06 Jan The Medical Icons of Vernon Smith, M.D.

A sample of computer icons created by Vernon Smith, M.D., Mayo Clinic. These icons are used in the "YES Board", a communication device created with assistance and funding from the Mayo Clinic Center for Innovation.

A hospital emergency room is just about the last place one would expect to find a very particular, highly sophisticated, ancient form of art hanging on the walls – much less hanging every 15 feet or so, much less being watched constantly by everyone.

But look closer: affixed just a few inches above eye-level throughout the St. Marys emergency rooms are 21-inch, black-framed computer screens. Each screen is filled with parallel rows of rectangular boxes glowing red, green, yellow, white and blue.

The screens are an electronic patient tracking system created by Dr. Vernon Smith, a St. Marys emergency physician with a passion for combining computers and medicine.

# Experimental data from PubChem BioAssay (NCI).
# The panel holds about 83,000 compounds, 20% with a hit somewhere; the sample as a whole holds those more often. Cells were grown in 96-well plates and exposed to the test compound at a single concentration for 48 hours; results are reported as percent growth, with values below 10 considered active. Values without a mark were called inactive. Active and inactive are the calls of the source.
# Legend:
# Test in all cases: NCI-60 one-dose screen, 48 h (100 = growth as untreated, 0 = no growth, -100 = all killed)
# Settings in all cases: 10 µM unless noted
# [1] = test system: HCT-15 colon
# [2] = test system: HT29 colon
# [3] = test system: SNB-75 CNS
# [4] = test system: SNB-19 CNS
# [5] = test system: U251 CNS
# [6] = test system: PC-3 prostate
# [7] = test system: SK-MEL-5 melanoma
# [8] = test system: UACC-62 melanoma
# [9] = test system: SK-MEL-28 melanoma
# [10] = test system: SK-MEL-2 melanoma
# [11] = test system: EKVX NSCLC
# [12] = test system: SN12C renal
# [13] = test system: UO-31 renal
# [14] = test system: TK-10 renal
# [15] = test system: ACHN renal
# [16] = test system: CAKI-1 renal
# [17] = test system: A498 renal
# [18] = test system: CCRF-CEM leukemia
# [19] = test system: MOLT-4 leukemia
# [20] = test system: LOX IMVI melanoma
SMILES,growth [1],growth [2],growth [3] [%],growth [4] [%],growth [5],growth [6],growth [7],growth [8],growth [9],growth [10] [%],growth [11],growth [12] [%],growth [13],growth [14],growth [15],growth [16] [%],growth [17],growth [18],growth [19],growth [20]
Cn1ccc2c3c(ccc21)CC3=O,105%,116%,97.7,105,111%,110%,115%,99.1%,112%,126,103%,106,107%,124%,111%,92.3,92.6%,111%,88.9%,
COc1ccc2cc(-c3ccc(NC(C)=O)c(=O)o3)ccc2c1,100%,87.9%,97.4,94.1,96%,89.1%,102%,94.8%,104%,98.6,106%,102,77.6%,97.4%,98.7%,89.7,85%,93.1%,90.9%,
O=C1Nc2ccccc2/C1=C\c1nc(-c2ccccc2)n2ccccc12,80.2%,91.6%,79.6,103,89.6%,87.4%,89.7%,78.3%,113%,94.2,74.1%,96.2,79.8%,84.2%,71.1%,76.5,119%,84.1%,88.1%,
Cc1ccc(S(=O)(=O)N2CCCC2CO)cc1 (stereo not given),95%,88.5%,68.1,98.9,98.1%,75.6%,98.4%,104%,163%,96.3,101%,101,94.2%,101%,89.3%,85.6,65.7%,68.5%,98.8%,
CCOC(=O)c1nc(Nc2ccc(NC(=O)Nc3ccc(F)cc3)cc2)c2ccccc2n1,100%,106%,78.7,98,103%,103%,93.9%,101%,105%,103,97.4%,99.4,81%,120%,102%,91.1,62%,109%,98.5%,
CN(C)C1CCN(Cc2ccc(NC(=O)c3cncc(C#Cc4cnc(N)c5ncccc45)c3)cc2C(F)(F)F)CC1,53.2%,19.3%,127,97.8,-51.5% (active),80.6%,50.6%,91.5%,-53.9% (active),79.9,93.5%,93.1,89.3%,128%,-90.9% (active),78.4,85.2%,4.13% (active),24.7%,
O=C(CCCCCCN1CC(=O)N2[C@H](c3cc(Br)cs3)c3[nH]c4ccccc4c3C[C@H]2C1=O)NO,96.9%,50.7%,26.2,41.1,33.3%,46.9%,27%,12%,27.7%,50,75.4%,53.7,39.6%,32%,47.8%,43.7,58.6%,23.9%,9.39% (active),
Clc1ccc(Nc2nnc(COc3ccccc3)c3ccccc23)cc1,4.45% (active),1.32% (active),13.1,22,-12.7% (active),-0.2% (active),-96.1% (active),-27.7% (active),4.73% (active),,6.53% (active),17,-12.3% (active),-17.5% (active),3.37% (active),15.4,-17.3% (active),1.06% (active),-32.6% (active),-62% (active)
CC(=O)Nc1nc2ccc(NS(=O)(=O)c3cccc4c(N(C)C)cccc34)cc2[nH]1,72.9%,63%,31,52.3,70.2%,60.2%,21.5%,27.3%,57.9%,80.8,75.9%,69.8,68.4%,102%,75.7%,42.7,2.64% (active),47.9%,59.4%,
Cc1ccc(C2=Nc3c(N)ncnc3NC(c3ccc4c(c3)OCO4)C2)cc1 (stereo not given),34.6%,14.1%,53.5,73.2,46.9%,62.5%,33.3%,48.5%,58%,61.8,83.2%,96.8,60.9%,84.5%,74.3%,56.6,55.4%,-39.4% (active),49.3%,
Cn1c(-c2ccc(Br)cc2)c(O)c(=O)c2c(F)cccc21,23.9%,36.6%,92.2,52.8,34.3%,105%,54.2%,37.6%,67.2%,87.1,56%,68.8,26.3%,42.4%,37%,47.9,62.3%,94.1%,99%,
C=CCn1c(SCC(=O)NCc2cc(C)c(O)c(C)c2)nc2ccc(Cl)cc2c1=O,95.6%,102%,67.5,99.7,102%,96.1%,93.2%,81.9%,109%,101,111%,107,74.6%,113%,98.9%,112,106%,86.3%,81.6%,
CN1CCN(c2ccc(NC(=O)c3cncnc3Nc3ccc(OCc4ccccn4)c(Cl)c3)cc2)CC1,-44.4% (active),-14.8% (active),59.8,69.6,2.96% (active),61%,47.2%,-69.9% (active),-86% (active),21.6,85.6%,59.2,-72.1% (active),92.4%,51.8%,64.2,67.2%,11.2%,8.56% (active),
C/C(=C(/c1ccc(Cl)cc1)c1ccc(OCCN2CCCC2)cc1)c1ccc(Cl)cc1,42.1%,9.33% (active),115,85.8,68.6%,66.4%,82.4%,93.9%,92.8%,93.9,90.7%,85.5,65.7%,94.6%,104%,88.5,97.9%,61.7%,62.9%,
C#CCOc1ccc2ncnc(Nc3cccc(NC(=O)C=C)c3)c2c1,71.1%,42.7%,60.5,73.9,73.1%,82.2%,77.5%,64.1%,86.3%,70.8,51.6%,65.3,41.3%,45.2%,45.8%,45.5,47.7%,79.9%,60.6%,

Designed with financial help from the CoDE awards program of Mayo Clinic’s Center for Innovation, the “YES Patient Locator Boards” offer a real-time, at-a-glance overview of emergency department patients including what rooms they are in, their vital signs, whether they are trending towards dangerous status, and a great deal more.

Now look closer still: each of the several dozen brightly-colored rectangles on a YES screen represents a patient’s room, and each box contains a vertical row of tiny works of art, each one only about ¼ inch high. These tiny images connect the walls of St. Marys to prehistoric cave walls displaying hand-drawn artistic images of human hands, fish, spears and bison, and the great halls, too, of the Louvre, the Prado and the Metropolitan museums -- all great catalogs of images of human and natural life.

So what are these miniature objets d’art?